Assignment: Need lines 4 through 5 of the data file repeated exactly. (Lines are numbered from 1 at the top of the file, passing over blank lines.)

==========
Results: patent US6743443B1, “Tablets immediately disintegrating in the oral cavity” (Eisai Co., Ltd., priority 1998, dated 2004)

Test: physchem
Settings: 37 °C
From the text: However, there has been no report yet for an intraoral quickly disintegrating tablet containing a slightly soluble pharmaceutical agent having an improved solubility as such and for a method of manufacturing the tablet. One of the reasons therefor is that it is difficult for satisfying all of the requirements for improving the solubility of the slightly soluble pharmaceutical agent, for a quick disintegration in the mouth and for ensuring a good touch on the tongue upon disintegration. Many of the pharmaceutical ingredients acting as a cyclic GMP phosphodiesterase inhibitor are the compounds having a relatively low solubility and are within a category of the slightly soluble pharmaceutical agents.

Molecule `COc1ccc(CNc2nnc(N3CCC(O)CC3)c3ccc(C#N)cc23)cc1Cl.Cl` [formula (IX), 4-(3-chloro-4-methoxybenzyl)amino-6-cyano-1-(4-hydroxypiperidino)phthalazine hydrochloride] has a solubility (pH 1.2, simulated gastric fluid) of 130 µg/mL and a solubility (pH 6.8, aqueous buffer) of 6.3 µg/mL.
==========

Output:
From the text: However, there has been no report yet for an intraoral quickly disintegrating tablet containing a slightly soluble pharmaceutical agent having an improved solubility as such and for a method of manufacturing the tablet. One of the reasons therefor is that it is difficult for satisfying all of the requirements for improving the solubility of the slightly soluble pharmaceutical agent, for a quick disintegration in the mouth and for ensuring a good touch on the tongue upon disintegration. Many of the pharmaceutical ingredients acting as a cyclic GMP phosphodiesterase inhibitor are the compounds having a relatively low solubility and are within a category of the slightly soluble pharmaceutical agents.

Molecule `COc1ccc(CNc2nnc(N3CCC(O)CC3)c3ccc(C#N)cc23)cc1Cl.Cl` [formula (IX), 4-(3-chloro-4-methoxybenzyl)amino-6-cyano-1-(4-hydroxypiperidino)phthalazine hydrochloride] has a solubility (pH 1.2, simulated gastric fluid) of 130 µg/mL and a solubility (pH 6.8, aqueous buffer) of 6.3 µg/mL.